(Corexit and so on).
Worse yet, these real-time satellite data feeds offers clear
evidence to Zangari that a new artificial system has been
generated in of the Gulf in a remarkably short period of time.
It is this new and unnatural system which has changed the
viscosity, temperature and salinity of the Gulf's seawater,
thereby causing the Loop Current to stall. A system that has
existed for millions of years.
Consequently, there is no possible way for scientists to predict
its future evolution, though corporate spinmeisters and media
pundits will no doubt be sure to offer a bevy of right-sounding
Their goal as it has been throughout this ordeal,
will be to deflect attention by trivializing the severity of the
event with simplistic and misleading explanations.
However, researchers like Dr.
Gianluigi Zangari, offer insights that transcend the politics of
As a theoretical physicist, he currently holds a position as an
associate member of the Research Division of the National
Institute of Nuclear Physics at Frascati National Laboratories (LNF)
of the National Institute of Nuclear Physics (INFN) in Italy. A
prestigious research facility focused on high-energy physics.
However, what makes Dr. Gianluigi Zangari's findings so vital to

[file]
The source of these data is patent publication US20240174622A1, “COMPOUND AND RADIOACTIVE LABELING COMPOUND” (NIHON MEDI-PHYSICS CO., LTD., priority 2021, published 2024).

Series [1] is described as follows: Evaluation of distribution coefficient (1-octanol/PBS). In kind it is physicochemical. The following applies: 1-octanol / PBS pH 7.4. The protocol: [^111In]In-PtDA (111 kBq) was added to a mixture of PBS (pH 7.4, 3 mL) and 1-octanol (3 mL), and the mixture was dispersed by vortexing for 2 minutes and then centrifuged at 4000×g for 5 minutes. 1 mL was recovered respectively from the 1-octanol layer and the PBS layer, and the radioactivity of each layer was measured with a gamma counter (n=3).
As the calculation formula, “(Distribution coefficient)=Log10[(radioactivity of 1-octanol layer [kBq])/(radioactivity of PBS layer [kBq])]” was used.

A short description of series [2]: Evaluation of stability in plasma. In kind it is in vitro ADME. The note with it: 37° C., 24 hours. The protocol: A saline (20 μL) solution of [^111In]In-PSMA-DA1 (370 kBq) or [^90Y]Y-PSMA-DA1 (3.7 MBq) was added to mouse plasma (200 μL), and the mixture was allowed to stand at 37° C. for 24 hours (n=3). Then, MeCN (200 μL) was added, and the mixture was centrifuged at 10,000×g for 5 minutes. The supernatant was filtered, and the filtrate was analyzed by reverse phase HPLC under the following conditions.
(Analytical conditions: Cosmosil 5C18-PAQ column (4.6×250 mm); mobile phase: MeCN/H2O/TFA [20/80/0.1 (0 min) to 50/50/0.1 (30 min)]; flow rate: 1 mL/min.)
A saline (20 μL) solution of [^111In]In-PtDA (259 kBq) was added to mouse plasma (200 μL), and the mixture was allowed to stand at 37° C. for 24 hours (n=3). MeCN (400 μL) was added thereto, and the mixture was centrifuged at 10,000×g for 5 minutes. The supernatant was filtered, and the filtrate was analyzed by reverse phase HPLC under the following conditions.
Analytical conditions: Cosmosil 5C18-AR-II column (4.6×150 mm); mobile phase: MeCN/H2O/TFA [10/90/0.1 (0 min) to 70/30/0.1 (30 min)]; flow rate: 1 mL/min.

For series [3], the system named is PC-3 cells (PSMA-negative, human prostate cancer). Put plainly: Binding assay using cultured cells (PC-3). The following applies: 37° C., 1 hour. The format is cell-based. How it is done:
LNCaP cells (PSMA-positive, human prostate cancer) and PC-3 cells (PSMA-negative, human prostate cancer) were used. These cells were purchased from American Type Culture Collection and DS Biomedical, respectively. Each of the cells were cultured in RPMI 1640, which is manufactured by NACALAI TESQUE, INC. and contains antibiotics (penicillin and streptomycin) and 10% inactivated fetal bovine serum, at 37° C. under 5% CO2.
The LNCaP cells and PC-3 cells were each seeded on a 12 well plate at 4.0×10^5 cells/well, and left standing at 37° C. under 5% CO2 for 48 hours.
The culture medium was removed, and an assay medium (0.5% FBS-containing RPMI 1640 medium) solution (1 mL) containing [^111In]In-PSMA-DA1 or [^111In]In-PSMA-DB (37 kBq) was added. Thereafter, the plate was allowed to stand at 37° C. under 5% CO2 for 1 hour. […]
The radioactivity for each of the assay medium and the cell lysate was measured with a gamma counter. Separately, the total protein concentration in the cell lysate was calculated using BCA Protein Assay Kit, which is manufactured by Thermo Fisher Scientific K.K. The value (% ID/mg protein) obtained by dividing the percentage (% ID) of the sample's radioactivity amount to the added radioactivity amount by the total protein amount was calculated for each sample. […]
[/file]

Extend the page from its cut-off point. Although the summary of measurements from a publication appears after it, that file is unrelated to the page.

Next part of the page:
the common man, is that for over a decade, he has conducted his
continuous global analysis climate research, using publicly
Unlike the jealously guarded
formulas for Corexit, anyone can vet his research without having
to run through a gauntlet of corporate lawyers.
Zangari's assessment is based on daily monitoring of real-time
data oceanographic satellite public data feeds called “Real-Time
Mesoscale Altimetry” from the Jason, Topex/Poseidon, Geosat,
Follow-On, ERS-2 and Envisat satellites.
These satellite feeds are are
captured and made publicly available by NASA, NOAA and by the
Colorado Center for Astrodynamics Research (CCAR) at the
University of Colorado at Boulder.
These CCAR data maps offer researchers like Zangari a continuous
stream of markers for sea and ocean dynamics:
A fourth marker that Zangari has found to
be especially helpful, are chlorophyll infrared emission maps.
This is because they show him
real-time changes in the shape of the Gulf Stream.
Sea Surface Velocity
In addition to changes in ocean
velocity, Zangari is reporting an equally troubling analysis
with sea surface temperatures.
The data published by Rutgers
University is from National Oceanic and Atmospheric
Administration (NOAA) data maps. Dr. Zangari re-elaborates and
checks these data maps using his own calculus system called SHT
(patented in 1999.)
Frascati National Laboratories,
NOAA and Rutgers
Analysis by Dr.
Gianluigi Zangari (Frascati Labs)
July 29, 2010.
Taken altogether, these four
oceanographic markers began taking a turn for the worse, shortly
Deepwater Horizon well explosion on April 20, 2010.
This rapid turn of events raised
Zangari's concerns about the Gulf's Loop Current, and then on
July 28, 2010 the worst case imaginable happened.
“The Loop Current simply